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ArtsEmerson’s 2024-25 season includes a musical inspired by a viral video of inmates dancing to ‘Thriller’

"Prison Dancer: The Musical" will have its US debut at ArtsEmerson ahead of its run on Broadway.Juan Camilo Palacio

An election-themed show that prompts audiences to vote for a candidate, a new musical aiming for Broadway based on a viral video of dancing prison inmates, and an adaptation of the novel “Life & Times of Michael K” with lifelike marionettes journeying through a war torn landscape. Those are among the highlights of ArtsEmerson’s 2024-25 season, announced Wednesday night. In total, nine live stage shows will be part of the 14th iteration of Boston’s leading presenter of contemporary world theater.

“This being an election year, we’re trying to be thoughtful about what we program, to make sure it’s nourishing and challenging for the community,” says Ronee Penoi, ArtsEmerson’s interim executive director and director of artistic programming.

Christopher Rivas, whose solo show “The Real James Bond . . . Was Dominican” was a hit in Boston last winter, will kick things off with a special summer offering, “Rough Magic,” at the Emerson Paramount Center. Running July 12-13, the piece finds Rivas and performer Annie Gonzalez grappling with the complexities of a long-term romantic relationship and how we define love.

"Fight Night" asks audiences to choose “the best candidate” from five contenders. Michiel Devijver M

The official season opener, “Fight Night,” from Belgian company Ontroerend Goed, will arrive in the midst of the heated 2024 election campaign. The event, to be staged at the Paramount Center Sept. 20-21, leads audiences through a series of prompts and questions, over five rounds of voting, to choose “the best candidate” from five contenders. “Every audience member receives a polling device that they use to vote,” Penoi says. “It gets at the mechanics of how one wins over an audience, about how and why we choose, and what that says about us.”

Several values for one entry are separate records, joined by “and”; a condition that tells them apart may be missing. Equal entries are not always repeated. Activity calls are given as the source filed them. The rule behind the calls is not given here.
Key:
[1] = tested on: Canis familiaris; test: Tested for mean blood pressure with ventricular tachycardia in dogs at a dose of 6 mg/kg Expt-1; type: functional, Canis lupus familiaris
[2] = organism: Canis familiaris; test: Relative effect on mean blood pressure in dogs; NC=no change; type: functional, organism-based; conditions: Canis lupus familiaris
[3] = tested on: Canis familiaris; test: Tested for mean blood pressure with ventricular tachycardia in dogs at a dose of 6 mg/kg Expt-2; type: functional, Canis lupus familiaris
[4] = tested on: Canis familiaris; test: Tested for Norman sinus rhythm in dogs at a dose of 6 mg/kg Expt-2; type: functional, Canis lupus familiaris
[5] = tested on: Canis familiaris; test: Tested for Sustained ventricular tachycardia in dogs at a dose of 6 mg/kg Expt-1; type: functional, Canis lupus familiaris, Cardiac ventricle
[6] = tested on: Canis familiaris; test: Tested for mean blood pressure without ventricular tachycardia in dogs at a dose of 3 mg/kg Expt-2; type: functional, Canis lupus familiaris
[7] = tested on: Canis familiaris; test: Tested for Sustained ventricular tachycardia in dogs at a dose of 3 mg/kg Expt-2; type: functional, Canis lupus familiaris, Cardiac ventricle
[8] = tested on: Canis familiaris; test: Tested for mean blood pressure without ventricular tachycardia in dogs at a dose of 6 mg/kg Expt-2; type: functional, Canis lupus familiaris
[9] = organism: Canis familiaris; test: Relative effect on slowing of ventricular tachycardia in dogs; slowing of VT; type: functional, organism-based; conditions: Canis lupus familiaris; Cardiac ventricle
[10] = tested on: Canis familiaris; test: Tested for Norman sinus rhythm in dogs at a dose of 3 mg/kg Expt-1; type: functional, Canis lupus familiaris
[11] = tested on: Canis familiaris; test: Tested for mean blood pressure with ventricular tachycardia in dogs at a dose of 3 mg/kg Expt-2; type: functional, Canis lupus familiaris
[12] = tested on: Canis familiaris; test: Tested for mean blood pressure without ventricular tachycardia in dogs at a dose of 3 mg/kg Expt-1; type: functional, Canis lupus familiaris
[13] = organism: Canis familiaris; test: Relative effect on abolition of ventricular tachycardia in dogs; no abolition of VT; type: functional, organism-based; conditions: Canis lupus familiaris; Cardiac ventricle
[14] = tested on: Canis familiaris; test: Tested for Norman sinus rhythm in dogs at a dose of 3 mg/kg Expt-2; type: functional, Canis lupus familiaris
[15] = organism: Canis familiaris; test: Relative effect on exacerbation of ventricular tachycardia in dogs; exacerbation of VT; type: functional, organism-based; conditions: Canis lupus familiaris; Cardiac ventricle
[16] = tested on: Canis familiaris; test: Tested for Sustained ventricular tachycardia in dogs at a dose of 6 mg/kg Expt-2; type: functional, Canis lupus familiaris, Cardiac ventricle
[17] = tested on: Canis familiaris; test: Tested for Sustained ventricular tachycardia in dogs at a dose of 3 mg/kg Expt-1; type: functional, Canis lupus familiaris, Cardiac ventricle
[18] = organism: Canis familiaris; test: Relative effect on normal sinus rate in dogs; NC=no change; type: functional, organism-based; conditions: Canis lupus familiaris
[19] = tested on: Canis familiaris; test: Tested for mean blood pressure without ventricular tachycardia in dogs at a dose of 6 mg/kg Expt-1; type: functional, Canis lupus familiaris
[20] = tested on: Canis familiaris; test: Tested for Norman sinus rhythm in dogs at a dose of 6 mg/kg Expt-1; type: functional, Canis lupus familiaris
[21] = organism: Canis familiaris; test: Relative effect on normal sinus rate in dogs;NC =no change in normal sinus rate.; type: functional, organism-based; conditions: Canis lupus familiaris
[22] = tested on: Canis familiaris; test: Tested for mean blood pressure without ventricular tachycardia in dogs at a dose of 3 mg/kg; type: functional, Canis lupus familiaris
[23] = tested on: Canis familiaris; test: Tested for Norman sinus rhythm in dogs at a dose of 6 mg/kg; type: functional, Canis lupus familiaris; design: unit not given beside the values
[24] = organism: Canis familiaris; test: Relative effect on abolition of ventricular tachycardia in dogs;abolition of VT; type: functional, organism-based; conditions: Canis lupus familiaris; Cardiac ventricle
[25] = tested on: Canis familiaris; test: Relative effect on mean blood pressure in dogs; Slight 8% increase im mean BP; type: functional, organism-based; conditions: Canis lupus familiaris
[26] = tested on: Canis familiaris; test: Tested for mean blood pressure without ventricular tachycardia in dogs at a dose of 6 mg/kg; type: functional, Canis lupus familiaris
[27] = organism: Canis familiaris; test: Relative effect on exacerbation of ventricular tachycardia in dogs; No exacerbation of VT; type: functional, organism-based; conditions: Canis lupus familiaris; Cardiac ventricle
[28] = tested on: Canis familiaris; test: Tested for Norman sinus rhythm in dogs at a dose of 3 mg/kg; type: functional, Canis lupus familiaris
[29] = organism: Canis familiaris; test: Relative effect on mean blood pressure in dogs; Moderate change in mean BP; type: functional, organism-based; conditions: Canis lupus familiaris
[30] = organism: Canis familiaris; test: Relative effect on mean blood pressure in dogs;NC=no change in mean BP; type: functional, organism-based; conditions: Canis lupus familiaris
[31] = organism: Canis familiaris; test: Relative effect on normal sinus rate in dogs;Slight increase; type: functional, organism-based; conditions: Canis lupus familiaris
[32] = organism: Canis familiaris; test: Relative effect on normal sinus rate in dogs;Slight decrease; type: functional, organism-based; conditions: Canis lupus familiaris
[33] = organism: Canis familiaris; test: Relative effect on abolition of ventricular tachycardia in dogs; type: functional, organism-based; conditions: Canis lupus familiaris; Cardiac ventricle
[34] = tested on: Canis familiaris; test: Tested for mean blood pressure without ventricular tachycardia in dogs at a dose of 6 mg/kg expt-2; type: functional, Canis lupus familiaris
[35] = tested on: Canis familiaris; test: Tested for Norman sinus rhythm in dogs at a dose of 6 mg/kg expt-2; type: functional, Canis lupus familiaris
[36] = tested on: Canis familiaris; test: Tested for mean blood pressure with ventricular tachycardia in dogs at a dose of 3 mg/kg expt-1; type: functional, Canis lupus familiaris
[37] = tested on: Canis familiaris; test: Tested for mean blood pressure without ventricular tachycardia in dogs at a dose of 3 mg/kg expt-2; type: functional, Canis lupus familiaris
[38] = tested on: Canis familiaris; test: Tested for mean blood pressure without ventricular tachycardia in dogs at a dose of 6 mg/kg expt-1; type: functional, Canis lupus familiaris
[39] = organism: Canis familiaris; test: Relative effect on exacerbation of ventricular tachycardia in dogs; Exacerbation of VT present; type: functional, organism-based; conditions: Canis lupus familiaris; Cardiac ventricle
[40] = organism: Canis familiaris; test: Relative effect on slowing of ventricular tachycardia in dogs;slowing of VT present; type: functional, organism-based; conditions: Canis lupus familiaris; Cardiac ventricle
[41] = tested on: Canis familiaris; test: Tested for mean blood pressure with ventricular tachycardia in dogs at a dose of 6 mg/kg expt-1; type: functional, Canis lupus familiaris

Celebrated choreographer and dance virtuoso Dianne McIntyre’s “In the Same Tongue” features dancers and musicians exploring how dance and music are inextricably intertwined and “speak to each other.” The show, which comes to the Emerson Cutler Majestic Theatre from Sept. 26-29, fuses dance with original music by jazz composer Diedre Murray and the poetry of Obie-winning poet and playwright Ntozake Shange. It chronicles the 77-year-old McIntyre’s own artistic history in Harlem with her pioneering company Sounds in Motion and the musical influence of the Black Arts Movement. “[McIntyre] is at the top of her game and has never really gotten her flowers,” Penoi says.


Jorge Diaz and the Puerto Rican community theater collective Papel Machete perform their multimedia show “On the Eve of Abolition” at the Paramount Center Oct. 31-Nov. 3. Set in the year 2047, the piece incorporates puppets, stop-motion animation, live music, miniature sets, and video projection as it envisions a revolutionary future where “abolitionists have created the conditions to end the prison industrial complex.”

A scene from "Life & Times of Michael K," from South Africa’s Baxter Theater Centre and the Handspring Puppet Company.Fional MacPherson